Nurture A Great Head Of Hair
The omega-6 fatty acids17 in walnuts as well as the vitamin B7/biotin help prevent hair fall and strengthen hair follicles. A biotin deficiency has been implicated in hair fall so getting in some from your diet18, to prevent deficiency, by munching on some walnuts shouldn’t hurt! They also prevent dandruff from striking and keep fungal infections including ringworm at bay.
Keep That Skin Glowing
Walnuts contain vitamins that your skin needs to keep its youthful well-nourished look. Antioxidants, something walnuts have in plenty, help fight free radical damage to the skin, the action responsible for aging your skin and bringing on wrinkles and discoloration. The omega-3 fatty acids are considered food for skin too, with possible applications in fighting psoriasis and photo/sun sensitivity to UV rays.19 Walnut oil can be applied topically to moisturize your skin naturally and have been known to help relax the eyes and reduce puffiness and dark circles, though these results are more anecdotal at the moment.
References [ + ]
|1.||↑||Nuts, walnuts, english. USDA National Nutrient Database for Standard Reference Release 28.|
|2.||↑||Papoutsi, Z., E. Kassi, I. Chinou, M. Halabalaki, L. A. Skaltsounis, and P. Moutsatsou. “Walnut extract (Juglans regia L.) and its component ellagic acid exhibit anti-inflammatory activity in human aorta endothelial cells and osteoblastic activity in the cell line KS483.” British Journal of Nutrition 99, no. 04 (2008): 715-722.|
|3.||↑||Schächinger, Volker, and Andreas M. Zeiher. “Atherogenesis—recent insights into basic mechanisms and their clinical impact.” Nephrology Dialysis Transplantation 17, no. 12 (2002): 2055-2064.|
|4.||↑||Omega-3 Fatty Acids and Cardiovascular Disease. American Heart Association.|
|5, 6.||↑||Regueiro, Jorge, Claudia Sánchez-González, Anna Vallverdú-Queralt, Jesús Simal-Gándara, Rosa Lamuela-Raventós, and Maria Izquierdo-Pulido. “Comprehensive identification of walnut polyphenols by liquid chromatography coupled to linear ion trap–Orbitrap mass spectrometry.” Food chemistry 152 (2014): 340-348.|
|7.||↑||Larrosa, Mar, Francisco A. Tomás-Barberán, and Juan Carlos Espín. “The dietary hydrolysable tannin punicalagin releases ellagic acid that induces apoptosis in human colon adenocarcinoma Caco-2 cells by using the mitochondrial pathway.” The Journal of nutritional biochemistry 17, no. 9 (2006): 611-625.|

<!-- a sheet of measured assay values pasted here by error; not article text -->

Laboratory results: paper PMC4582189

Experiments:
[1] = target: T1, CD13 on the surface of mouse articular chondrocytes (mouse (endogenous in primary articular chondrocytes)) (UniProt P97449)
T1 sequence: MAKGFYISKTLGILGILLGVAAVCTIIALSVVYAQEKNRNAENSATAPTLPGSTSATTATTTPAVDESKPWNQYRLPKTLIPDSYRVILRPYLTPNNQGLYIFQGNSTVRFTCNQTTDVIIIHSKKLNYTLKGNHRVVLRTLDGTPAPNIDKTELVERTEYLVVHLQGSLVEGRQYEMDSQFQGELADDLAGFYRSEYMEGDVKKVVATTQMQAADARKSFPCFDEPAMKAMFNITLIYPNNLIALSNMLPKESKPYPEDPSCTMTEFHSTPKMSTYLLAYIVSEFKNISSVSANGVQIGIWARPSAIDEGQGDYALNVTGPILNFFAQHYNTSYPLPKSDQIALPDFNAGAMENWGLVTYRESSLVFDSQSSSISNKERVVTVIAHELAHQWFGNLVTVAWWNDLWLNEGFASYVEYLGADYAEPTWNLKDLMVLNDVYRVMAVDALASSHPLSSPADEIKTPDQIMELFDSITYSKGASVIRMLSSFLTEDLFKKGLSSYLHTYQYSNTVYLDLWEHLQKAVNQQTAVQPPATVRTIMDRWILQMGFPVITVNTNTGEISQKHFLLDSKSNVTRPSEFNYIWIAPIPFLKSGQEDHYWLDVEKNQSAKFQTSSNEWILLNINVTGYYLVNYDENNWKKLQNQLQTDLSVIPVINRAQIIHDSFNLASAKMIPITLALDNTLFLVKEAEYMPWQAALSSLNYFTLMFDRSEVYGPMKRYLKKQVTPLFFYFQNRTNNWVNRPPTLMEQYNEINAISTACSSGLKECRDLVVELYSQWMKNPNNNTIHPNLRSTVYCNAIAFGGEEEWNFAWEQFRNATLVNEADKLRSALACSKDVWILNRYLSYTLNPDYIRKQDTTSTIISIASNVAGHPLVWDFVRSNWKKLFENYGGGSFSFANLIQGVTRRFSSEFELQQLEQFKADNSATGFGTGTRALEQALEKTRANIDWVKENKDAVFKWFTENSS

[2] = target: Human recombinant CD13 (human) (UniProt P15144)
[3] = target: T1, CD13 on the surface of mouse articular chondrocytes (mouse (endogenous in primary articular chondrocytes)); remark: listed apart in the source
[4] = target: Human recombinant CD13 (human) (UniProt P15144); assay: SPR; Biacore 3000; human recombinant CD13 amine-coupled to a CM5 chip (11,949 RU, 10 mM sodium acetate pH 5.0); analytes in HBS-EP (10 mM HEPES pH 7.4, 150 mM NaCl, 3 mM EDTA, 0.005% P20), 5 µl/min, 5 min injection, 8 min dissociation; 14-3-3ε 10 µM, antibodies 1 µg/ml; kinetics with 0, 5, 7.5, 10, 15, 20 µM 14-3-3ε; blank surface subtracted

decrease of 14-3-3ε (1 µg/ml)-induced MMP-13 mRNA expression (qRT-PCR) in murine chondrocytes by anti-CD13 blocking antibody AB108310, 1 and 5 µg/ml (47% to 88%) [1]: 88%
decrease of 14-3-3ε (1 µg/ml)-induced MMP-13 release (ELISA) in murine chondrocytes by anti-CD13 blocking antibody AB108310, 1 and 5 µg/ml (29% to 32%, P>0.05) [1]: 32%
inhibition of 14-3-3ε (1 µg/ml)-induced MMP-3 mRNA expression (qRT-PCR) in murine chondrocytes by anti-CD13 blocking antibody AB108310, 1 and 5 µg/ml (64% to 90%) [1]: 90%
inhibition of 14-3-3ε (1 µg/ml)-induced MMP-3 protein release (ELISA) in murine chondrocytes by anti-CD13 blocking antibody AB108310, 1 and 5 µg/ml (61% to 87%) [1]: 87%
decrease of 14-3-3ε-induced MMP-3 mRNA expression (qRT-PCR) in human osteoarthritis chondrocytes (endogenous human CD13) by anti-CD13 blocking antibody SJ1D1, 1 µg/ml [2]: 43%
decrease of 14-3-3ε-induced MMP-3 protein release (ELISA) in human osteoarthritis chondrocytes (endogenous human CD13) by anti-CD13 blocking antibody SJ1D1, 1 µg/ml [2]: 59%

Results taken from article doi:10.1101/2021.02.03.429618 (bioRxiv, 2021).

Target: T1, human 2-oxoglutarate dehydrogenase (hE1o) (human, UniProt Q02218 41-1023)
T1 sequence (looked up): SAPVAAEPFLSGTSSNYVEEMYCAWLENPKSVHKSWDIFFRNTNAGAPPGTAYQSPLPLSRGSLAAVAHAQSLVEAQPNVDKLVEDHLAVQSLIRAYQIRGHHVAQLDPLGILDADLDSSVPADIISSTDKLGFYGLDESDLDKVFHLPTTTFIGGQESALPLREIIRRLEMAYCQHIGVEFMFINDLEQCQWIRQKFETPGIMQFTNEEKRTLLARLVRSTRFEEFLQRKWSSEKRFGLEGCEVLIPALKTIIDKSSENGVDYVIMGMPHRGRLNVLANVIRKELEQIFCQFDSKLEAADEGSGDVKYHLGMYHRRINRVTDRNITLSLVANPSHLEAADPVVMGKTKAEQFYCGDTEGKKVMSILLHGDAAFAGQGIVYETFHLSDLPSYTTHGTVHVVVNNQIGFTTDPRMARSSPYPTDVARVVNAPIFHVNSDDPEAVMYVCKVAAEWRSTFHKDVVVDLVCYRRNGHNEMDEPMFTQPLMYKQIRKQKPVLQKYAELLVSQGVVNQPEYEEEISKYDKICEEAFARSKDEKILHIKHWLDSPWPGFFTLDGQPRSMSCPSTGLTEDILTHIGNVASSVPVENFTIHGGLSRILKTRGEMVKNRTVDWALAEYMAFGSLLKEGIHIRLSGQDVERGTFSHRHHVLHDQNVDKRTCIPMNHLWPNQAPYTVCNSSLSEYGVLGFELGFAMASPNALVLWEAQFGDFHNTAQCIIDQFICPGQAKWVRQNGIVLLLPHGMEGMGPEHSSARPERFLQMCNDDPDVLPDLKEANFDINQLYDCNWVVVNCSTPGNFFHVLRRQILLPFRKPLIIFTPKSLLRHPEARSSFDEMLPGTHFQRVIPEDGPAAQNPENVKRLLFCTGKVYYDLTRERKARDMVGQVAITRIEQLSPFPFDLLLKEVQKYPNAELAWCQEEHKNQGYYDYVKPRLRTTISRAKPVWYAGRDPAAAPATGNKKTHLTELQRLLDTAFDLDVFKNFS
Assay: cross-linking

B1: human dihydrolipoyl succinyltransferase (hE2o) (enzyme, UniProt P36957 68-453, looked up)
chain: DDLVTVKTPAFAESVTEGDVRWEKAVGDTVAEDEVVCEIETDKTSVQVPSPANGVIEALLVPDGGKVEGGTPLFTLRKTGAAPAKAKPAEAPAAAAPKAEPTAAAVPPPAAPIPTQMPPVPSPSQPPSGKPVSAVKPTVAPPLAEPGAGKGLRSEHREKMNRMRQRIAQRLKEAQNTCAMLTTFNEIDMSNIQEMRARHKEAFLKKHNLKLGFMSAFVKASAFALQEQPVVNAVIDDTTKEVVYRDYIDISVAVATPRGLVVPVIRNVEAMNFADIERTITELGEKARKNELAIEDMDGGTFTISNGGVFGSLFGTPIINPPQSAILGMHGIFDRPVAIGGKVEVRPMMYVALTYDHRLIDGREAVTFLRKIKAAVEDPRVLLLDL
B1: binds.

|8.||↑||Hardman, W. Elaine. “Walnuts have potential for cancer prevention and treatment in mice.” The Journal of nutrition 144, no. 4 (2014): 555S-560S.|
|9.||↑||Robbins, Wendie A., Lin Xun, Leah Z. FitzGerald, Samantha Esguerra, Susanne M. Henning, and Catherine L. Carpenter. “Walnuts improve semen quality in men consuming a Western-style diet: randomized control dietary intervention trial.” Biology of reproduction 87, no. 4 (2012): 101.|
|10.||↑||Muthaiyah, Balu, Musthafa M. Essa, Moon Lee, Ved Chauhan, Kulbir Kaur, and Abha Chauhan. “Dietary supplementation of walnuts improves memory deficits and learning skills in transgenic mouse model of Alzheimer’s disease.” Journal of Alzheimer’s Disease 42, no. 4 (2014): 1397-1405.|
|11.||↑||Pribis, Peter, Rudolph N. Bailey, Andrew A. Russell, Marcia A. Kilsby, Magaly Hernandez, Winston J. Craig, Tevni Grajales, David J. Shavlik, and Joan Sabate. “Effects of walnut consumption on cognitive performance in young adults.” British journal of nutrition 107, no. 09 (2012): 1393-1401.|
|12.||↑||Tapsell, Linda C., M. J. Batterham, Grigorijs Teuss, Sze Yen Tan, S. Dalton, Cassandra J. Quick, Lynda J. Gillen, and Karen E. Charlton. “Long-term effects of increased dietary polyunsaturated fat from walnuts on metabolic parameters in type II diabetes.” European journal of clinical nutrition 63, no. 8 (2009): 1008-1015.|
|13.||↑||Casas-Agustench, Patricia, Mònica Bulló, and Jordi Salas-Salvadó. “Nuts, inflammation and insulin resistance.” Asia Pacific journal of clinical nutrition 19, no. 1 (2010): 124-130.|
|14.||↑||Reiter, Russel J., L. C. Manchester, and Dun-xian Tan. “Melatonin in walnuts: influence on levels of melatonin and total antioxidant capacity of blood.” Nutrition 21, no. 9 (2005): 920-924.|
|15.||↑||Melatonin and Sleep. National Sleep Foundation.|
|16.||↑||Best Nuts and Seeds for Arthritis. Arthritis Foundation.|
|17.||↑||Omega 6 fatty acids. University of Maryland Medical Center.|
|18.||↑||Zempleni, Janos, Yousef I. Hassan, and Subhashinee SK Wijeratne. “Biotin and biotinidase deficiency.” Expert review of endocrinology & metabolism 3, no. 6 (2008): 715-724.|
|19.||↑||Omega 3 fatty acids. University of Maryland Medical Center.|